• The setup process for attendees is easy and intuitive. If they need to install anything or download an app on their phone, provide them with specific instructions. During your practice run, provide those instructions to your volunteers and ask them if they’ve had any difficulties getting set up on the system. 
  • All aspects of the live stream function properly. The last thing you want is for your audio to malfunction during a keynote address or for your live stream to freeze mid-performance. Always test your live stream function along with microphones and other equipment to make sure your attendees won’t miss a minute of your presentations. 
  • Donation pages accept gifts from supporters. If you’re calling for donations during your event, it should be simple for supporters to give to your organization. Ask your volunteers to donate one dollar to your organization (you can always reimburse them) during the simulated event to make sure they have no difficulties and that your organization receives the gift without issue. 

Ask your volunteers for feedback about the different aspects of your event after you’re done with the practice runs. You can use this feedback to tighten up your execution of the event activities and make sure it’s as engaging as possible for your attendees. 

Also, be sure to ask these volunteers if they’d like to give more of their time on the day of the event. You can train them to field inquiries from attendees who run into technological troubles during the event itself. These volunteers are perfectly positioned for this training because they’ve already seen the dry run of the event itself!

4. Engage your audience.

When you tailor the type of event you host to your audience, it should naturally include activities that your attendees will find interesting and engaging. But, there’s nothing wrong with going above and beyond! 

By taking your engagement to the next level, your supporters are more likely to walk away feeling fulfilled after the event and looking forward to their next opportunity to get involved with your organization. Some of the activities you can add to your event to make it even more engaging for your audience include: 

  • Starting a social media hashtag. Let’s say you hosted a painting party for your supporters. By creating a hashtag, you can invite your supporters to post pictures of their creative masterpieces on social media with everyone! Or, if you’ve provided t-shirts to commemorate the event, you can ask supporters to take a selfie and post it for the chance to win a prize! 
  • Providing conversation starters and breakout rooms. One important aspect of in-person events is the ability to network with others. By allowing for breakout sessions and inviting supporters to converse with one another, they won’t lose out on this amazing networking opportunity just because the conversation has gone virtual. 
  • Offering Q&A sessions during your event. If you have a keynote speaker or a presenter live streaming during your event, invite your attendees to get involved with them! Ask them to submit any questions they have post-presentation on a live chat. Then, your speakers can answer any and all questions submitted by the audience to create an interactive learning experience.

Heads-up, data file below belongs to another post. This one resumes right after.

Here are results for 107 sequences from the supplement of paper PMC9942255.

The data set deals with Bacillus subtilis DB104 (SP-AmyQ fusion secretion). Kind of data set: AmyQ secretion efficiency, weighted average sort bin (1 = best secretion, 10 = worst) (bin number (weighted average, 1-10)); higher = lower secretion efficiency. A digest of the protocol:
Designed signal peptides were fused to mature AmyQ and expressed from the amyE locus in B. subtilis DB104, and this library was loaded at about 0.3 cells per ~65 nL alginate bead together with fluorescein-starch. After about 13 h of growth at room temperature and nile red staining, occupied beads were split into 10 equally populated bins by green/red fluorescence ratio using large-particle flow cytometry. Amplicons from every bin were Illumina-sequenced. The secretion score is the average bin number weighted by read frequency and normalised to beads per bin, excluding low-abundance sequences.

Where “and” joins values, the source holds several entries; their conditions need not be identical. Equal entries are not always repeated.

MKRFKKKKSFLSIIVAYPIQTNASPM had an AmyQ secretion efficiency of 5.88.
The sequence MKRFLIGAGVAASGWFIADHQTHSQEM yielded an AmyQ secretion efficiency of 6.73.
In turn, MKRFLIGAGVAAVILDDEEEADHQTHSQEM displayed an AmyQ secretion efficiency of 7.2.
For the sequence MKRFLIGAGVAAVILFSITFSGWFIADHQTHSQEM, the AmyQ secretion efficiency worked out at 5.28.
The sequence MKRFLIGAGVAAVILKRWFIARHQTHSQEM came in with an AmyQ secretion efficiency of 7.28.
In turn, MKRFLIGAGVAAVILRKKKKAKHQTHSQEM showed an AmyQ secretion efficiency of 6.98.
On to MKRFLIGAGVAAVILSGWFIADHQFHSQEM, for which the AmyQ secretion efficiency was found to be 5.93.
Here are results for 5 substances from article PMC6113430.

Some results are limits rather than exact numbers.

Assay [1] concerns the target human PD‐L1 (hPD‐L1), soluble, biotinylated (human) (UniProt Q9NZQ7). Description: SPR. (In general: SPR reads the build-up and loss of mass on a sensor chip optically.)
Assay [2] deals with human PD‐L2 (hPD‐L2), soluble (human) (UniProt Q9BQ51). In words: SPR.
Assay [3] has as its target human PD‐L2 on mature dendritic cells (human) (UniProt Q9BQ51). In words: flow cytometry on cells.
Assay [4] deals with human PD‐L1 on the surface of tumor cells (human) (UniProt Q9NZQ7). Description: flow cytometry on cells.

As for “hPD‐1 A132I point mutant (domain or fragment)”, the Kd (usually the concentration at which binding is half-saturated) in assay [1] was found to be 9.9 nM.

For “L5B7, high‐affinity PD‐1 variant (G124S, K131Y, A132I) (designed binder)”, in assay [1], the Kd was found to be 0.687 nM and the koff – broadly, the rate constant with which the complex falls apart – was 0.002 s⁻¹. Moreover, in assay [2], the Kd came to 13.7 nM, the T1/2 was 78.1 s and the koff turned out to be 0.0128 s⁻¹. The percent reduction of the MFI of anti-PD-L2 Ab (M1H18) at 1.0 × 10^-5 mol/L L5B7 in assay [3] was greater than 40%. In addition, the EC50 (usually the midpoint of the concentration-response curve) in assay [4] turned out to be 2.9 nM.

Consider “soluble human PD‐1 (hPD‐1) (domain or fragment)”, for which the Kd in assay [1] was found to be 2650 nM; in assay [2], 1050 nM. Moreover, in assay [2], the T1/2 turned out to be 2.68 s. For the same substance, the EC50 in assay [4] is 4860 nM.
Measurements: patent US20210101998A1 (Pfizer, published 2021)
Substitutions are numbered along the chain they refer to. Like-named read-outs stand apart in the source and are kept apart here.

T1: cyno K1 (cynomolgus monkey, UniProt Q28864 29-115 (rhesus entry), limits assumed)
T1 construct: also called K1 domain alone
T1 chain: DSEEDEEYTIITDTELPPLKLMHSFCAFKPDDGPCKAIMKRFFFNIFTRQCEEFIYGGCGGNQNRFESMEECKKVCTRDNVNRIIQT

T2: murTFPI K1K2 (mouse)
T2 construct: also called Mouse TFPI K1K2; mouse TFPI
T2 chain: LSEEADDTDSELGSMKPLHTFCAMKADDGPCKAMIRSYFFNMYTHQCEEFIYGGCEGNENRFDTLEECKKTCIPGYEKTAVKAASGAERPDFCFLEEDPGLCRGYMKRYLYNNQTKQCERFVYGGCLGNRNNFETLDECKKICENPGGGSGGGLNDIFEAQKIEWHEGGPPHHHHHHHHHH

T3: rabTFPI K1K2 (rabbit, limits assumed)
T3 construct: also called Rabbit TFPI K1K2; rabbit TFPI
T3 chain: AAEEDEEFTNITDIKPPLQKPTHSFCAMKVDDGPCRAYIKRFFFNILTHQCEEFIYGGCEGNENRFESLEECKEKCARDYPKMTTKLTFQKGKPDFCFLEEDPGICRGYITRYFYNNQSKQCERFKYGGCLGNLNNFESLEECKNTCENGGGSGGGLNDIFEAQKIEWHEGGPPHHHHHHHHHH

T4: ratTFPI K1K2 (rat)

Unfortunately, when you ask people to join an online opportunity, it can be easy to lose their attention. There are so many other things on the internet they may get distracted by, including checking their email or finding a recipe for dinner that night. So, it’s of vital importance that you incorporate engaging opportunities for them to actively participate and engage with your event. 

5. Follow up with your attendees and say thank you. 

After your event is over, it can be tempting to start celebrating your success. But hold off just a little bit longer. You can celebrate after you’ve followed up with your attendees. 

Soon after the event, reach back out to your attendees who made the day possible (after all, without attendees, there would be no event!). Follow up with them to: 

  • Thank them for attending. Don’t just follow up with a standard, generic email to thank your attendees. Provide a genuine, heartfelt thank you with a handwritten letter, phone call, or personalized email. 
  • Ship any auction items won. If you held an auction for your event, you probably owe some attendees their won silent auction items. Communicate with them about how you’ll get them their items, either by shipping them (generally preferred) or asking supporters to pick them up. 
  • Tell them about the impact of the event. Remind supporters why your event was so important and tell them about the part they played to make a difference. Not only did they have the opportunity to attend an enjoyable event, but they also did some good in the world! Give them the warm, fuzzy feeling of knowing they did something great by communicating the impact of your event. 

Making sure your attendees feel appreciated is the first step to stewarding them to becoming long-time supporters of your organization. 

Don’t forget about the other parties who also made your event possible! You should also follow up with your volunteers, sponsors, and everyone else who made your event a success. 

You can start these letters by referencing an appreciation letter template, but always make it your own. Templates are a great way to make sure you’ve included all of the important details that you need in a thank you letter, but they need to be personalized for the recipient and adjusted to fit your organization’s tone.

Once you’ve followed up with your attendees, it’s celebration time! Pull some reports from your virtual event, showing how engaged your audience was and your ROI from the opportunity. Share your wins among your team and break out the cake. After all, if you’ve followed the tips in this guide, you will have many reasons for jubilation. 

Once the champagne has been served and your celebration cake has been devoured, you can reevaluate those reports again. This time, in addition to acknowledging your wins, you can look for opportunities to improve. Then, when it comes time for your next event, you can make it even better.

Author Bio 

This is a guest post contributed by Jeff Porter, Founder and CEO of Handbid. Jeff has spent 18 years in the nonprofit industry. Jeff learned early on that nonprofits desperately needed better and more affordable fundraising solutions. Leveraging his software background, he built most of the tools his charities used, and in 2011 he launched Handbid at his own fundraising event. The goal was to improve the guest experience, reduce administration and increase revenue. Handbid accomplished all of those goals, effectively doubling revenue in its debut. Nine years later, Handbid’s suite of tools has delighted over a half-million guests, generated millions of bids, and helped thousands of charities raise well over $100 million.